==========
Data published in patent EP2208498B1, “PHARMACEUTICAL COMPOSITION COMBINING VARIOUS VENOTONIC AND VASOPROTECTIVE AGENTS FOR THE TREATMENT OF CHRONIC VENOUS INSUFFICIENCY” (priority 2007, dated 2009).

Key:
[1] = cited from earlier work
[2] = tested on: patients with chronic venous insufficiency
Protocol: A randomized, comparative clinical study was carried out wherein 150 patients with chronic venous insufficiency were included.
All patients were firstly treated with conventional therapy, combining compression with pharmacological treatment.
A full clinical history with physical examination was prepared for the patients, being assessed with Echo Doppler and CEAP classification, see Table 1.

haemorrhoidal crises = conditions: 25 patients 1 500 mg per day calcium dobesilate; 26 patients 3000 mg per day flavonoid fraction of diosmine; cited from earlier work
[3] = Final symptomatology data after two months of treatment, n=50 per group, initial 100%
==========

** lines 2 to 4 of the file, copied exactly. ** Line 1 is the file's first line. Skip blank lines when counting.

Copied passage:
Key:
[1] = cited from earlier work
[2] = tested on: patients with chronic venous insufficiency